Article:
Before the sacraments of initiation, a person entered the "Order of Catechumens";  before this "second baptism" a person entered the "Order of Penitents".  Paenitentia secunda, like the prebaptismal repentance, took place in the midst of the community.

After the time of the persecutions, a similar question arose about people who after Christian initiation fell back into their old ways of earning a living -- for example, selling statues of pagan gods (apostasy), being the town pimp and selling women for sex (adultery), being the village assassin (murder).  The community felt, and rightly so, if they were standing around the altar of the Lord for the Eucharist and the extended their hands to one another in peace and reconciliation, and the person next to them was known to be the town assassin, it seemed that he should repent and choose a new profession before joining them at the Eucharistic table!

As these rituals for reconciliation of public penitents developed, they were closely regulated by the rules (cannons) of the church and thus the ritual came to be called "canonical penance".  (The term "public penance" can be confusing because it was not the confession that was public, it was the sin that was public.  Everyone knew about it -- it was in the headlines and on the evening news.  The person did not have to confess the sin to the liturgical leader, he knew that already, the person presented himself to the leader of the community, the pastor, and ask to be admitted into the order of penitents.  The process involved the entire community in various roles, much as the rites for Christian initiation for adults do today.  It was a liturgical event.

This ritual (sacrament) remained on the books until 1614, but in later years was seldom used.  It simply died out.  It did not grow organically into another form of reconciliation.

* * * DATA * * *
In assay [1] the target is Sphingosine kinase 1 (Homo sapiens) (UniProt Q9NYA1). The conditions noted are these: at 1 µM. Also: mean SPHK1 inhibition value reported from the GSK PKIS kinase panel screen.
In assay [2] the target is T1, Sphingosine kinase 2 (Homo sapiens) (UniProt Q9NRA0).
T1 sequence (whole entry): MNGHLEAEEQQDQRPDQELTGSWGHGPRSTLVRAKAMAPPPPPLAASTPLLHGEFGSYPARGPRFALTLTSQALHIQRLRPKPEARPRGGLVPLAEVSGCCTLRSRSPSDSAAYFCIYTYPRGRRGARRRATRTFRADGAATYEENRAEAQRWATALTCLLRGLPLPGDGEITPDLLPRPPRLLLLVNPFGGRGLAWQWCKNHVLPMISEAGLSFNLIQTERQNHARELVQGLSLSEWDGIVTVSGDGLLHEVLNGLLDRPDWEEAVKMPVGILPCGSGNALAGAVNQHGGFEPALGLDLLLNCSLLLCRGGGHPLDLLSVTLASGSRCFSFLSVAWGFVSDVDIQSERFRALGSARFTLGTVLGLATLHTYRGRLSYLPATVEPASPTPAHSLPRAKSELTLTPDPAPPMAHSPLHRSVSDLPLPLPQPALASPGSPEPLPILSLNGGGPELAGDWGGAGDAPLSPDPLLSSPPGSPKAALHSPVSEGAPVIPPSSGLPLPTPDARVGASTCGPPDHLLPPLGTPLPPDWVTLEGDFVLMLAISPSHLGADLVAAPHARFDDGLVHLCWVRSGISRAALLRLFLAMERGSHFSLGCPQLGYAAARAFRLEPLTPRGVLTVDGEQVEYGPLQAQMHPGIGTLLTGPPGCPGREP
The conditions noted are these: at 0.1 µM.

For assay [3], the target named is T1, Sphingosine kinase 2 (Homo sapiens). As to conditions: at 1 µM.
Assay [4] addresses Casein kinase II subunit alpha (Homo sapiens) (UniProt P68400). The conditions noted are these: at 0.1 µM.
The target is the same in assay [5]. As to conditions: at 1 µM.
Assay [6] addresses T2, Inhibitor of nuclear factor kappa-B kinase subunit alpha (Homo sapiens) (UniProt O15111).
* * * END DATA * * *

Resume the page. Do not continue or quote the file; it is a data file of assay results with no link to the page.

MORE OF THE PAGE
[Beginning of indulgences.]  Imprisoned Christians provided apostates with letters of recommendation requesting or even granting reconciliation.

It has become increasingly clear that private confession in any form even approaching our modern understanding did not exist in the ancient Church. Confession for the ancient Church was praising God for compassion to the sinner.  Pope Leo I in 459 was angry at hearing of penitents being required to read off a list of their sins in public and forbids it. Innocent I, in a letter written in 416, stated that Holy Thursday was the traditional day in Rome for the reconciliation of penitents.

The self-righteous character of canonical penance, sharply distinguishing between sinners and saints, eventually led to sinners avoiding it and saints entering it.

The word penance itself lost its original meaning of conversion and began to take on the connotations of difficulty, sacrifice, and penalty.

To Think About

Are there any aspects of this rite that would be pastorally useful today?

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Copyright: Tom Richstatter.  All Rights Reserved.  This page was created by Fr. Thomas Richstatter, O.F.M.  Every effort has been, and is being made to acknowledge sources when the ideas are not my own.  Any failure to comply with the United States Copyright Act (Title 17, United States Code) will be corrected immediately should I become aware of it.  This site was updated on 02/19/14 .  Your comments on this site are welcome at trichstatter@franciscan.org